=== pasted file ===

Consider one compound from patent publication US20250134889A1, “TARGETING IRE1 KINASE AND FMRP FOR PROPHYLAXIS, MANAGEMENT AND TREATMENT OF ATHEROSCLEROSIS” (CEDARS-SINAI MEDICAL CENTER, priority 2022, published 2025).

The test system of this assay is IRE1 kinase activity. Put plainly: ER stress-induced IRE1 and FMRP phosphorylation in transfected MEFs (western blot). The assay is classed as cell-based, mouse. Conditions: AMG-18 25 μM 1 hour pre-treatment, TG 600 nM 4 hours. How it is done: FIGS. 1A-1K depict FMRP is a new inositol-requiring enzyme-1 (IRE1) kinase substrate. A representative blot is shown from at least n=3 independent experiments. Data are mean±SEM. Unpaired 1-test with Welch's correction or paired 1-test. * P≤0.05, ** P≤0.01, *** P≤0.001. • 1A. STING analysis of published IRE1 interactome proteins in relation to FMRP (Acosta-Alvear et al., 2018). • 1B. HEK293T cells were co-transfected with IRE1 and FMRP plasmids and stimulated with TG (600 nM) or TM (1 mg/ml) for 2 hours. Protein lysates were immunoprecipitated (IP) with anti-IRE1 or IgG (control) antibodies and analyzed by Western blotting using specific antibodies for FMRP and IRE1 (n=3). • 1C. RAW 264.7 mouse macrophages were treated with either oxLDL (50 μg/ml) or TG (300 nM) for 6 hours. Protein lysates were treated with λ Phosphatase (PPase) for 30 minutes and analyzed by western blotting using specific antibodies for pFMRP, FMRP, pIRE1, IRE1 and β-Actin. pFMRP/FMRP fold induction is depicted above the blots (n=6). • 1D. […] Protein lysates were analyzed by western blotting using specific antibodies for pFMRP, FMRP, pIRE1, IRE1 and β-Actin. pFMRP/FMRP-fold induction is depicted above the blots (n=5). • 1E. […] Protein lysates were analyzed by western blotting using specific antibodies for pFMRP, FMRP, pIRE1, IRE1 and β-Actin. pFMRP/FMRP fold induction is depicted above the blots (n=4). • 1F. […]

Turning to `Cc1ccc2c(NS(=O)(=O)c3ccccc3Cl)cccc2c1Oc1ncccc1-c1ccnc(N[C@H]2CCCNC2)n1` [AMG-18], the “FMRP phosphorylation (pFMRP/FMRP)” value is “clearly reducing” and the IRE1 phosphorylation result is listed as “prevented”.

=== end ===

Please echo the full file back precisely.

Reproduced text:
Consider one compound from patent publication US20250134889A1, “TARGETING IRE1 KINASE AND FMRP FOR PROPHYLAXIS, MANAGEMENT AND TREATMENT OF ATHEROSCLEROSIS” (CEDARS-SINAI MEDICAL CENTER, priority 2022, published 2025).

The test system of this assay is IRE1 kinase activity. Put plainly: ER stress-induced IRE1 and FMRP phosphorylation in transfected MEFs (western blot). The assay is classed as cell-based, mouse. Conditions: AMG-18 25 μM 1 hour pre-treatment, TG 600 nM 4 hours. How it is done: FIGS. 1A-1K depict FMRP is a new inositol-requiring enzyme-1 (IRE1) kinase substrate. A representative blot is shown from at least n=3 independent experiments. Data are mean±SEM. Unpaired 1-test with Welch's correction or paired 1-test. * P≤0.05, ** P≤0.01, *** P≤0.001. • 1A. STING analysis of published IRE1 interactome proteins in relation to FMRP (Acosta-Alvear et al., 2018). • 1B. HEK293T cells were co-transfected with IRE1 and FMRP plasmids and stimulated with TG (600 nM) or TM (1 mg/ml) for 2 hours. Protein lysates were immunoprecipitated (IP) with anti-IRE1 or IgG (control) antibodies and analyzed by Western blotting using specific antibodies for FMRP and IRE1 (n=3). • 1C. RAW 264.7 mouse macrophages were treated with either oxLDL (50 μg/ml) or TG (300 nM) for 6 hours. Protein lysates were treated with λ Phosphatase (PPase) for 30 minutes and analyzed by western blotting using specific antibodies for pFMRP, FMRP, pIRE1, IRE1 and β-Actin. pFMRP/FMRP fold induction is depicted above the blots (n=6). • 1D. […] Protein lysates were analyzed by western blotting using specific antibodies for pFMRP, FMRP, pIRE1, IRE1 and β-Actin. pFMRP/FMRP-fold induction is depicted above the blots (n=5). • 1E. […] Protein lysates were analyzed by western blotting using specific antibodies for pFMRP, FMRP, pIRE1, IRE1 and β-Actin. pFMRP/FMRP fold induction is depicted above the blots (n=4). • 1F. […]

Turning to `Cc1ccc2c(NS(=O)(=O)c3ccccc3Cl)cccc2c1Oc1ncccc1-c1ccnc(N[C@H]2CCCNC2)n1` [AMG-18], the “FMRP phosphorylation (pFMRP/FMRP)” value is “clearly reducing” and the IRE1 phosphorylation result is listed as “prevented”.